perhaps this shows us something more about the limits of deduction. just as I2 accept that I2 am unable to deduce the actual existence of my own body, I2 accept that I2 am unable to deduce that other people have subjective awareness. I2 can live with that. I2 respond to this dilemma in the same way. I2 just accept that other people have subjective awareness and move on.

perhaps, this makes my philosophy less 'certain'. so be it. I2 can live with that without losing much sleep over the possibility that there are zombies out there somewhere practicing philosophy.

§3.5.3: the zombie problem 2: quining consciousness

can I2 quine my own 'consciousness', that of the experiencer?

I2 might get up on my soapbox and claim that I2 do not experience speaking to those who are listening. I2 might expect a reply claiming that my audience doesn't really experience listening to me. yet somehow a philosophical dialogue is anticipated.

attempting to talk about quining consciousness in the first person is a lot like saying 'I2 am a zombie'.

§3.6: repeating the via negativa is desireable but optional

in proposing the position or the stance of the inquiring neutral skeptic as the correct stance from which to initiate an inquiry in the field of psychophilosophy, I2 am not requiring others to go thru the via negativa - the process by which I2 arrived at the stance of the inquiring, neutral skeptic. I2 also accept that, in actual use, the description of this stance as neutral, as inquiring and as skeptical is an ideal that individuals will approximate to varying degrees. that's life.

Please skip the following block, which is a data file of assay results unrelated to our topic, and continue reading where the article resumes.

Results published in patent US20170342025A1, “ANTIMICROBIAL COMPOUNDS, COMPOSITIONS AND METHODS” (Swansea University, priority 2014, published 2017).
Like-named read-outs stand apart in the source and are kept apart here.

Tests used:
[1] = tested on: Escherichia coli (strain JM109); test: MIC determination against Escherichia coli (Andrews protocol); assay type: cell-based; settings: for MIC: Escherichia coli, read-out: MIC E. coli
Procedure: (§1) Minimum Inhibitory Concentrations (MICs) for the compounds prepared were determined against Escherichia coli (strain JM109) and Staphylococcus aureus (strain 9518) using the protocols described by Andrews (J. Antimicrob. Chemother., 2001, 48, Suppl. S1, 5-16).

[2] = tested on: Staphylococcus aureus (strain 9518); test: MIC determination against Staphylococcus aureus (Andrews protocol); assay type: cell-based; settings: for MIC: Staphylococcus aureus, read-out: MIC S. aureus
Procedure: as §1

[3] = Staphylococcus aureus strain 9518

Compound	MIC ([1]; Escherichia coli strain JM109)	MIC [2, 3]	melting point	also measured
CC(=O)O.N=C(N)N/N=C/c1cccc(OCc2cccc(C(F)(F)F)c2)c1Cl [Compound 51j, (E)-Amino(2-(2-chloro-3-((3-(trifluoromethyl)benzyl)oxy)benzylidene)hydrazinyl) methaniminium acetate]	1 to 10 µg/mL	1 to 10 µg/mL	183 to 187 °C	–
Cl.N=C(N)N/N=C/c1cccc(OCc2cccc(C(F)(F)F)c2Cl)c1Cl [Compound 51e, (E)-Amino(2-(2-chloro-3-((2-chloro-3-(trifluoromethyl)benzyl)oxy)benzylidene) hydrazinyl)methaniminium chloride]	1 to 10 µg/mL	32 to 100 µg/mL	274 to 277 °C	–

§3.7: getting from here to there

if, as I2 argue, the position of the inquiring neutral skeptic is the place from which to begin any inquiry in the field of psychophilosophy, a question arises: 'how does an I2 move to another structure diagram?'.

there may be any number of scenarios

§3.8: classification is from the point of view of the experiencer

so the experiencer might conclude that there is a real I1 and a real I3 but without committing to the view that these are fundamental entities. one might then go on to discover that the stuff that I1 is made of and the stuff that I3 is made of are the same stuff. there are three versions of this.

  1. materialistic monism: the one stuff is (or is most like) matter
  2. idealistic monism: the one stuff is (or is most like) mind-stuff
  3. double aspect/language monism: the one stuff is of an unclear nature; it has two aspects one is like matter and the other is like mind

[1]: Bennett, Jonathan. 1965. "A note on Descartes and Spinoza". The Philosophical Review. 74(3)379:380. [Back]

[2]: Cottingham, John. 1985. "Cartesian trialism". Mind. 94:218-230. [Back]